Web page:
AOAV: Have no state actors intervened to reduce this lack of transparency?

NANCY: Occasionally but not systematically. People do set up campaigns but they get tired and over time most citizen activism is lost. Every year, for instance, there was a contest for innovation in public management. Every year that state fought hard to encourage people from the criminal justice system to submit ideas. But nothing came of it.

AOAV: Are there any violence reduction projects in Brazil that you think are revolutionary?

NANCY: Yeah, the disarmament programmes that have been carried out here were a good thing, but the referendum on the sales of arms was a big set back. People were enthusiastic about the law and felt that the law would be enough to curtail the circulation of arms. But everyone underestimated the power of the arms industry in Brazil. The arms industry prepared themselves well for the referendum and they were aided in turn by the NRA in the US. They ran advertising campaigns that claimed that by saying yes in the referendum to reduce the sales of arms to individuals that the voter would be putting their personal security in the hands of the state. The pro- arms lobby asked – were you willing to do that? When the campaign started there was an overwhelming view in favour of prohibition of the sales of arms but this support was lost.

We have, over time, witnessed the start of many interesting innovations. For instance, we witnessed three separate attempts at community policing. The first was by the military police in 1991. But it was swiftly forgotten. By 1997 no one in the leadership of the military police could remember this initiative as having ever taken places.

There were media images circulating in 1997 of police killing people. To combat the bad will this was generating the Police here in Sao Paulo decided to go again for community policing. At first the projects were successful. The Police force even sent officers to Japan to learn from their police there.

But as soon as the programme began to take off, there were groups in the police force that started to undermine the initiative. Police commanders were changed and officers who were implementing the programmes were effectively exiled, sent out to pasture. This was done because the police themselves felt threatened by the reform.

We see this initial surge to do good falling by the wayside quickly again and again. For instance, a few years ago human rights training for the police was seen as being a very theoretical thing – a class room lesson. So the Red Cross here asked police in Europe to do human rights training for officers on the beat in Brazil. They designed a fantastic course, and a meeting was convened of the head of state police and a commitment was made. The Red Cross would pay for the training and Brazil would incorporate this into their regular training. This was a gentlemen’s agreement. So the Red Cross started sending officers to Brasília to learn and, at first it was a great success. Those police officers who took part in this hands on human rights training were themselves convinced this could work.

We at the centre did the external evaluation of the training and we saw it working. Those officers who had been trained would be able then to train others, and so it went on. But it, like other projects, fizzled out. The military police who tried to incorporate this training were, over time, ignored because the regular police thought this training was unnecessary.

There are other examples. The UK Government invested a lot of money, for instance, to train prison managers in Brazil. Their aim was to bring a more professional outlook into prison management, one that respected the basic principles of prisoners’ human rights. So three years was spent training managers in the state of Sao Paulo. Again, we did the external evaluation of the training. It was very high level: skilled people were involved, it was a very good strategy and revolutionary training was used. All in all it was a very dynamic exercise in problem solving. But, again, this institutional resistance to implementation of the programme then came in.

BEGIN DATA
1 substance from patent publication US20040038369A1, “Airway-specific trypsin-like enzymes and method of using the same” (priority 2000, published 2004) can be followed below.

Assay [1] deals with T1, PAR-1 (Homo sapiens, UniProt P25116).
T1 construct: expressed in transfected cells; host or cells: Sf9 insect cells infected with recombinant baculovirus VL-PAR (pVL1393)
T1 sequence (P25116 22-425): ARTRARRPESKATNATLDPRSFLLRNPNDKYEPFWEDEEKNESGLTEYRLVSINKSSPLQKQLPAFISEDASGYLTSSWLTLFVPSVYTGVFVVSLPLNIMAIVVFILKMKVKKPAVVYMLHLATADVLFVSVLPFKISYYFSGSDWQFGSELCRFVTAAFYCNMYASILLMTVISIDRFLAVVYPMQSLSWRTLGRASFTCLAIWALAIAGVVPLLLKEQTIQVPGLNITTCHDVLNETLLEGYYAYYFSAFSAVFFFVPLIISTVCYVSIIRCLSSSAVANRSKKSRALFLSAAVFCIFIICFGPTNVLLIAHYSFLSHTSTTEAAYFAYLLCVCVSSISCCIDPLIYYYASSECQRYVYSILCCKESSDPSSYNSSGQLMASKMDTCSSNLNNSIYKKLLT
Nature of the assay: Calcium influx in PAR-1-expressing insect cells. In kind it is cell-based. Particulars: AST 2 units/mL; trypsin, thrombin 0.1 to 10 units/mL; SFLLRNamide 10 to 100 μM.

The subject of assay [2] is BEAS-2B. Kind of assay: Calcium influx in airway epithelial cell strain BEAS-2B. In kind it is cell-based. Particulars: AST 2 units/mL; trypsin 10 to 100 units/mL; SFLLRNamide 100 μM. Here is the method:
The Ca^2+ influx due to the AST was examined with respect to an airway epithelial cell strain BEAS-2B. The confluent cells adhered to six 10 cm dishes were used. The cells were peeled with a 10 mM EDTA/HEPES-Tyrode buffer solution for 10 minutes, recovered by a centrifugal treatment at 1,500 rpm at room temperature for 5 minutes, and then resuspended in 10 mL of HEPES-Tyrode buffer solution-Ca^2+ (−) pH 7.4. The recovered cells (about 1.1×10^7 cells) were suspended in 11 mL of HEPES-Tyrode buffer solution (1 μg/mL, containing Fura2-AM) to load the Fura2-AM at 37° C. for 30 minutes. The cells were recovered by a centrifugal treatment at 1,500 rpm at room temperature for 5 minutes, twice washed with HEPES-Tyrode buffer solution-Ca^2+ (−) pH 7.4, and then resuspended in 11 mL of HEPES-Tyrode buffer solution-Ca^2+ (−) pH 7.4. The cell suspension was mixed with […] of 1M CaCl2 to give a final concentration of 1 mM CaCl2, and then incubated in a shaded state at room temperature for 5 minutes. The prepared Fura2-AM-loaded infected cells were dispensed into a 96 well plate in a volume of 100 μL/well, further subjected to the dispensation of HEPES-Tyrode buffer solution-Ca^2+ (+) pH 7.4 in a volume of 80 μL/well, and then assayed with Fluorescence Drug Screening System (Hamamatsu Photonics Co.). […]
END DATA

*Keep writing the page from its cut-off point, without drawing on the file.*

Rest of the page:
I never knew the meaning of the word conservative until we encountered the issues within the criminal justice system here in Brazil.

AOAV: What is the root cause of all this conservatism? It is just the Brazilian character or are there other factors at play?

NANCY: With complex problems it is hard to find simple solutions. What marvels me is thinking that in 25 years of working here we have seen a new generation coming in: they should have revitalised the institutions, but nothing. Even the new ones who come in are moulded by the old patterns. Why is this? Is it the selection process which filters out the progressive candidates? We still do not know. I think that to unravel this we would need to go in-depth into institutional analysis.

AOAV: Issues you have touched suggest a sort of post-colonial approach towards authority. Could some of the experiences that you have witnessed be applied to other postcolonial societies?

NANCY: Well, I don’t know, to be honest with you. We have been working on a more international basis. When we talk to people in Mexico, we see that a lot of our issues are very similar. This is also true in Southern Africa and in India. In South Africa one group has been working on violence for a long period if time, another has been looking at social issues and violence happens to have taken precedence. The one in India looks at urban settlement but the rate of people moving to urban areas is having an effect and they are becoming more concerned with violence.

When they describe their police then there could be some similarities. Police in Ghana are also showing similarities with Brazil. We haven’t researched this with hard evidence though.

Overall, here in Brazil, resistance to change has to do with political leadership. To be willing to change things, we need political courage. And political courage doesn’t exist in Brazil. To really change police forces, there needs to be drastic changes. But government here in Brazil is in power for really only three years (the last year is campaigning). This does not give enough time to introduce change. And as such, we have never had a governor in Sao Paulo who has tried to change things on a revolutionary level. They only ever try to do small things.